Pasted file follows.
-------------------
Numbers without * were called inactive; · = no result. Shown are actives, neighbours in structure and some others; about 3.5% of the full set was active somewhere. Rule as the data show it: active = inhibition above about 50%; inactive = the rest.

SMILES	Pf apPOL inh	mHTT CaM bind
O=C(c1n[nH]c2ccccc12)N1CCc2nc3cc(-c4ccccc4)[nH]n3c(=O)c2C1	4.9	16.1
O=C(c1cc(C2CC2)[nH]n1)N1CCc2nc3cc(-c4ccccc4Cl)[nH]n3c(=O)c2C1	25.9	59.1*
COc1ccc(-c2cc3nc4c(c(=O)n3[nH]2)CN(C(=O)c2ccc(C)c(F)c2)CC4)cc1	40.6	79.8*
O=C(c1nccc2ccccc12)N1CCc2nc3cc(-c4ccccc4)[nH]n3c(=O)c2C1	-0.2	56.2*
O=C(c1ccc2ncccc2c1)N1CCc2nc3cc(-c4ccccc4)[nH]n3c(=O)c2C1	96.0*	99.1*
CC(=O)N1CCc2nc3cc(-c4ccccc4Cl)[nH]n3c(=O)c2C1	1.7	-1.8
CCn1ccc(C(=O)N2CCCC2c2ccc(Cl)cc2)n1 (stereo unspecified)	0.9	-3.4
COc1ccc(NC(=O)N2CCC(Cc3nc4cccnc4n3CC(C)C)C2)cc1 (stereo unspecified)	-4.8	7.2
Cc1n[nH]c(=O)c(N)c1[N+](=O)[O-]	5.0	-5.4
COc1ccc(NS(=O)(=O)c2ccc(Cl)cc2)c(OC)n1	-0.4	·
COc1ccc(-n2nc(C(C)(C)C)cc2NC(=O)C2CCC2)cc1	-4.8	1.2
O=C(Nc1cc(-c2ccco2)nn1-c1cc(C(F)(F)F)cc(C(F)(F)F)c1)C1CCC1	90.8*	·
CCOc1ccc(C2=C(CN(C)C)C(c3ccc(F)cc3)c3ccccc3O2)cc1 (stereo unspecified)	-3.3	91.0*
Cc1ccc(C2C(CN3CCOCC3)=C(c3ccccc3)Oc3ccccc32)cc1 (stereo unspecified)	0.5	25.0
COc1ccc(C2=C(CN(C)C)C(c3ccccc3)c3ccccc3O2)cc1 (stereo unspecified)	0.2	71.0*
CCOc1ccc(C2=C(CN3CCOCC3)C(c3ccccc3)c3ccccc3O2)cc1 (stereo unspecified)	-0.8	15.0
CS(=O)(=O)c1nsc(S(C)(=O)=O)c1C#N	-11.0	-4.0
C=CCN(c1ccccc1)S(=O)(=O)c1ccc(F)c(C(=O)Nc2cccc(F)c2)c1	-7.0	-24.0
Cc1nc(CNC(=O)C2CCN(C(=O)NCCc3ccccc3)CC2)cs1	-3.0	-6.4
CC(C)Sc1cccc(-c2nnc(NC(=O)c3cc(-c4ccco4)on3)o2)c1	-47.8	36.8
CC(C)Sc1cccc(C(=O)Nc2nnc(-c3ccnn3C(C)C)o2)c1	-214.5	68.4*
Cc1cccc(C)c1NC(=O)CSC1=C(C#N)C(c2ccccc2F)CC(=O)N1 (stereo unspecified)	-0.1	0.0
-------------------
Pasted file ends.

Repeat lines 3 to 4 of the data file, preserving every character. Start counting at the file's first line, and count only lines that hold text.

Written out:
O=C(c1n[nH]c2ccccc12)N1CCc2nc3cc(-c4ccccc4)[nH]n3c(=O)c2C1	4.9	16.1
O=C(c1cc(C2CC2)[nH]n1)N1CCc2nc3cc(-c4ccccc4Cl)[nH]n3c(=O)c2C1	25.9	59.1*